It could start in mid-August or the first weekend of September. Whenever hops reach maturity in the lush fields of the Pacific Northwest, their full, ripe flowers filling the air with a sweet bouquet, farmers must bound into action: Sleep be damned, it’s time to pluck the perennial plants’ fragrant blooms.
Working around the clock, farmers and workers slice down towering bines and send them through machines that separate flat leaves (which are discarded) from round cones. Normally, hops are sent directly to a kiln and dried, saving them from spoilage. That’s because harvested hops have a volatile nature, and their aromas and flavors rapidly fade, kind of like just-cut grass.
But during that brief window, ideally within 24 hours of plucking, brewers can use the moist hops to create the ephemeral embodiment of fall, the fresh-hop ale. Because the undried hops have a delicate, almost green character, they’re best employed in pale ales, which serve as a perfect podium for the bounty of the harvest. Consider fresh-hop ales the beer-world equivalent of Beaujolais nouveau wine.
The style’s creation can be credited to Sierra Nevada Brewing Company. Following a farmer’s suggestion, in 1996 the brewery used fresh Cascade and Centennial hops to craft its Harvest Ale. From there, the fresh-hop movement was off and running, with the burgeoning style championed by Pacific Northwest breweries such as Oregon’s Deschutes, Full Sail, and Hopworks UrbanBrewery. That’s because more than 140 of the state’s breweries are located within 150 miles of the hops fields of Oregon and eastern Washington’s Yakima Valley, where three-quarters of America’s hop crops are grown.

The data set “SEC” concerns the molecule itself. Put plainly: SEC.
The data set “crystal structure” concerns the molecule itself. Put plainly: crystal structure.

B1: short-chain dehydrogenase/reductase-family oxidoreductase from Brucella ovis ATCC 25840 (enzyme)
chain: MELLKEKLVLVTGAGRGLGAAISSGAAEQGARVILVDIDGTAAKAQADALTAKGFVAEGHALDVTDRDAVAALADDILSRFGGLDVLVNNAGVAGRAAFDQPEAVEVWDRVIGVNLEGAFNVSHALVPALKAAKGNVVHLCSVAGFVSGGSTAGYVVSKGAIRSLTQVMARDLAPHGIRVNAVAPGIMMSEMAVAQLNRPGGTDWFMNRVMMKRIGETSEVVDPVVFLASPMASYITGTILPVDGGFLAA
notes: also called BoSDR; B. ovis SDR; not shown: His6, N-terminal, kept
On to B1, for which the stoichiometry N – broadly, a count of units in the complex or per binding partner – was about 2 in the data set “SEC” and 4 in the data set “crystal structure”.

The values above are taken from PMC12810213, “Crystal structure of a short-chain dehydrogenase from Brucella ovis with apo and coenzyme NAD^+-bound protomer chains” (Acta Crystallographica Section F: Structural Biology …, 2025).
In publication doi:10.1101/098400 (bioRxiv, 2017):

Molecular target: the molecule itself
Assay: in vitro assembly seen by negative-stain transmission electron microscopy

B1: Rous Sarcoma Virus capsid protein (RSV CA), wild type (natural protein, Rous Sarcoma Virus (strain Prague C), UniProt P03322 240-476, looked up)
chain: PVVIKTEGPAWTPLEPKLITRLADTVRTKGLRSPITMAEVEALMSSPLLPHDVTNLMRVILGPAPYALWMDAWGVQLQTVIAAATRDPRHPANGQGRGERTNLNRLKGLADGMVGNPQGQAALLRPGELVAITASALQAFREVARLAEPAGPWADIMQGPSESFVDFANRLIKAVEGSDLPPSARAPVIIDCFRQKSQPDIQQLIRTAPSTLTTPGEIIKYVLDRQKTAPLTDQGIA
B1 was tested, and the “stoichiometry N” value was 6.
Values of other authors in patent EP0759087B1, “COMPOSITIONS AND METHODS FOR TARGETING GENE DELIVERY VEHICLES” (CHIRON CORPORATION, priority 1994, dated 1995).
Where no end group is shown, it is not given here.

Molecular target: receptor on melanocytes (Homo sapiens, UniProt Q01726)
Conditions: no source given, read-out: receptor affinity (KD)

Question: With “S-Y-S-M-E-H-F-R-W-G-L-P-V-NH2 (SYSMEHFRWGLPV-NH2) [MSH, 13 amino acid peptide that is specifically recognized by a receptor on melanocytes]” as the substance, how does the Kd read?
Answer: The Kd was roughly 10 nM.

Still, this style is no regional specialty. In Virginia, Blue Mountain Brewery uses the first 150 pounds of Cascade hops picked from its bines to craft a celebratory ale, while Minnesota’s Brau Brothers makes its Hundred Yard Dash Fresh Hop Ale with up to 11 different hop varieties harvested from its hop yard.
No farm? No problem for Denver’s Great Divide. It charters a truck with two drivers, having them drive directly from a Washington farm to the brewery, where a batch of Fresh Hop Pale Ale awaits the flowers’ arrival.
When picking a cheese to pair with a fresh-hop ale, keep in mind that you don’t want to overwhelm the grassy, delicate beer. Seek a creamy camembert such as Minnesota’s rich and grassy Alemar Bent River or the clean, buttery, and caramel-hinted version from Colorado’s MouCo Cheese. A stronger fresh-hop IPA is suited to cheddars such as Beecher’s nutty, slightly crumbly Flagship Reserve or Montgomery’s Farmhouse Cheddar, a grassy, fruity gem from England
No matter which cheese you choose, don’t dawdle. When fall departs, so will fresh-hop beers.
FIVE TO TRY
Sierra Nevada Brewing Company Estate Ale
The landmark California brewery grows the hops and grains for its biscuity, grapefruit-focused estate ale. There’s subtle sweetness, with a touch of earth and toast.
Surly Brewing Wet
Minnesota’s Surly turns to pungent American hops (tropical Citra and piney, woody Simcoe) to create this resinous sipper that’s sold in 16-ounce cans.
Tommyknocker Brewery Colorado Nouveau IPA
A bronze winner at the 2012 Great American Beer Festival, this herbal, citrusy IPA is made with flowers from Colorado’s Misty Mountain Hop Farm.
Deschutes Brewery Hop Trip
Come fall, brewers from Bend, Oregon’s Deschutes head to Sodbuster Hop Farm to collect fresh cones, which are used within four hours. the result is a smooth, citrusy pale ale with a gentle malt sweetness.
Founders Brewing Harvest Ale
Registering a robust 7.6 percent ABV, the Michigan brewery’s cloudy-gold Harvest is a juicy, citrusy treat. A touch of toasty malt balances the floral perfume.